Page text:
Dental Assisting

Same Team, Different Roles: Becoming a Dentist or Dental Assistant

Dental AssistingSeptember 05, 2022

If you’re interested in a career in dentistry, you may be wondering what options could be available to you. First, good for you! Dentistry is not only an important aspect of healthcare, which is directly related to overall health, it is also a career with a promising future.

In fact, according to the United States Department of Labor’s Bureau of Labor Statistics, the job market for dental assistants is projected to continue growing at a rate judged “faster than the average” compared to other occupations, for the foreseeable future. In fact, the Bureau estimates that dental assistant jobs will grow by 11% for the period from 2020 through 2030. 

The job outlook for dentists is projected to be comparable to other professions at a rate of 8% for the same timeframe.

Becoming a Dentist 

So, what is a dental assistant, and how does it differ from a dentist? To become a dentist, you need to first attend college and obtain a baccalaureate degree, most often in a science-related program which includes various science prerequisites, such as biology and chemistry. Then, during your junior year in college, you have to take the Dental Admission Test (DAT), which is similar to the MCAT for applicants to medical school.

Finally, you must be accepted into a dentistry program. The latter is more challenging than it sounds because the competition is fierce for a carefully managed number of openings in dental schools around the country. In addition to excellent scores on the DAT, schools consider everything from undergraduate grade point average (GPA) to interviews, to recommendation letters, etc., before making a final decision. 

Once you’ve graduated from you B.A. or B.S. program and have been accepted to a dentistry program, you’ll attend dental school full-time for an additional four years. Eventually, a dental student will earn a doctorate-level degree. Various options exist, including Doctor of Dental Surgery (DDS), Doctor of Dental Medicine (DDM), and Doctor of Medical Dentistry (DMD). But before you can ever fill your first cavity, you will be required to take and pass an exam for licensure in your state. To practice one of the nine dental specialties, further licensure is required. Obtaining one of these licenses involves serving a residency after school, followed by additional licensure examinations.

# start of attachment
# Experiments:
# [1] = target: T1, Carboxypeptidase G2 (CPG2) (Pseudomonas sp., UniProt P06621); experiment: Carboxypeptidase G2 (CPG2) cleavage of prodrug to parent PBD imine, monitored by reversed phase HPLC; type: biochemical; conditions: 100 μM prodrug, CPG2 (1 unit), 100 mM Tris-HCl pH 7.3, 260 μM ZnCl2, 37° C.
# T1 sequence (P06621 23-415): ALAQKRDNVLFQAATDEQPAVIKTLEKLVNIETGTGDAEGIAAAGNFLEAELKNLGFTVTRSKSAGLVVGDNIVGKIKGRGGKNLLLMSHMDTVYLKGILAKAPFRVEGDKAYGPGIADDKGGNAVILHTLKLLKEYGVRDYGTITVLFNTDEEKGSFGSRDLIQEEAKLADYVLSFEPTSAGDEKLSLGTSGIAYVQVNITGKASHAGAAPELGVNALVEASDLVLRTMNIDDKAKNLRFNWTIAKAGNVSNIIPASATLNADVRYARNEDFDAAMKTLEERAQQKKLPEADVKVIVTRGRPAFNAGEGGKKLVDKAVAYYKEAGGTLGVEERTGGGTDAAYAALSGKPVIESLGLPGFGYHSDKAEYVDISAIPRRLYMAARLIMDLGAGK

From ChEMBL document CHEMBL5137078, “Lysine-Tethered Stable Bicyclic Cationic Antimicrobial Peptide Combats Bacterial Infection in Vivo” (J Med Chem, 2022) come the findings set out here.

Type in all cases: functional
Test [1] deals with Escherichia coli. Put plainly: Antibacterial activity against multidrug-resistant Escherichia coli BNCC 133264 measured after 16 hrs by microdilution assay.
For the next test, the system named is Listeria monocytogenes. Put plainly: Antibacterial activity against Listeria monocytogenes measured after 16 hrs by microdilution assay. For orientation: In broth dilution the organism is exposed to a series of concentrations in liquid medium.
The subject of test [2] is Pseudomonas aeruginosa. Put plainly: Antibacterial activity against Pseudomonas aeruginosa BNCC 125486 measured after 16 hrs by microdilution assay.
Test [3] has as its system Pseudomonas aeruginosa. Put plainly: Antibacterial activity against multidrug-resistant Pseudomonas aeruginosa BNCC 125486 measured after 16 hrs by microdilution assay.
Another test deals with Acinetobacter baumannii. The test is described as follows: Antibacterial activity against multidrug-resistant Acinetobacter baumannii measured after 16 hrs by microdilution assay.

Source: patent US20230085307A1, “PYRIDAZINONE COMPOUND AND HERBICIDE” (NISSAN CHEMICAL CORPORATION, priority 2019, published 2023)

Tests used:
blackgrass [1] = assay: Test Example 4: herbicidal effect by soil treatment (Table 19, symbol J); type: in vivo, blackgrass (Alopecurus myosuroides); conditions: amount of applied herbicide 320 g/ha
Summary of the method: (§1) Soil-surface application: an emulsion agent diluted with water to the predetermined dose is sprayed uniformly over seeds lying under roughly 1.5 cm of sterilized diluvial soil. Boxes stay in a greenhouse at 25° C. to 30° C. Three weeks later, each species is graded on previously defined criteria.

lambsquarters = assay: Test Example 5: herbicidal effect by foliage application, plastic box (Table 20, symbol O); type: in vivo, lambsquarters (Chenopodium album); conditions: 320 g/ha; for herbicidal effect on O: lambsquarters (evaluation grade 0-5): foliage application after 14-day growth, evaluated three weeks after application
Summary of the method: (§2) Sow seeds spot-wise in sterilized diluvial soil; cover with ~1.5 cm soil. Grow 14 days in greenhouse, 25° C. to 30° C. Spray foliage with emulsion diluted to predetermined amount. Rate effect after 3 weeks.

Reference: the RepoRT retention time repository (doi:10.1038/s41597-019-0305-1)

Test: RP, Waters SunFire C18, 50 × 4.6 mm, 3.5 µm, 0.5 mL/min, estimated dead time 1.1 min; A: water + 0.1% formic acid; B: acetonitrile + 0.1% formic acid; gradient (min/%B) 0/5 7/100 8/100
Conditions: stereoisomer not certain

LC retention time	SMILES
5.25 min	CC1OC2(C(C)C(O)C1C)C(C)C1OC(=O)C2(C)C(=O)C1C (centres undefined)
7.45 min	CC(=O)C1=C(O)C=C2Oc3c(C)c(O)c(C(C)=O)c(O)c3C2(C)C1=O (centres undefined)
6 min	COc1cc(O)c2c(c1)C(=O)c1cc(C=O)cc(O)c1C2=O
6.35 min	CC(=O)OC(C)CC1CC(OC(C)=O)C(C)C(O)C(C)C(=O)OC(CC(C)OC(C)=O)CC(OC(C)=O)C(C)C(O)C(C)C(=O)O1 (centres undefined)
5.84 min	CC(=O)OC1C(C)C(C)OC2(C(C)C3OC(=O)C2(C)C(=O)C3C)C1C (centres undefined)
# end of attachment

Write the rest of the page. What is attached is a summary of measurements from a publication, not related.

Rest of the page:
Most dentists are small business owners, and, therefore, need a wide range of important skills, including leadership, organization, management, communication skills, physical stamina, and problem-solving abilities, among others.

How to Become a Dental Assistant

Needless to say, it is far simpler, and quicker, to become a dental assistant. Some states require dental assistants to attend an accredited program and pass an exam. Other states have no such requirements, essentially allowing on-the-job training to suffice. Some programs may take as little as one year to complete and may lead to a certificate or diploma. Other, more comprehensive programs, take about two years to complete and result in an associate’s degree. Not all states require dental assistants to be licensed, registered, or certified. But many do. New York is among the top five states with the highest rates of employment of dental assistants.

The American Dental Association notes that the duties of a dental assistant are among the most “comprehensive and varied” in a given dental office or clinic. Among many other tasks, dental assistants may be required to assist during procedures, provide follow-up dental care instructions to patients, teach patients about oral hygiene, help with office management, take and/or develop x-rays, take patient vitals and patient histories, and more.

If you’re looking to get started on your journey to become a dental assistant St. Paul’s School of Nursing can help!  We have dental assisting programs at our Staten Island campus. Visit our site or call us today at (855) 822-3018 to speak with an admissions representative.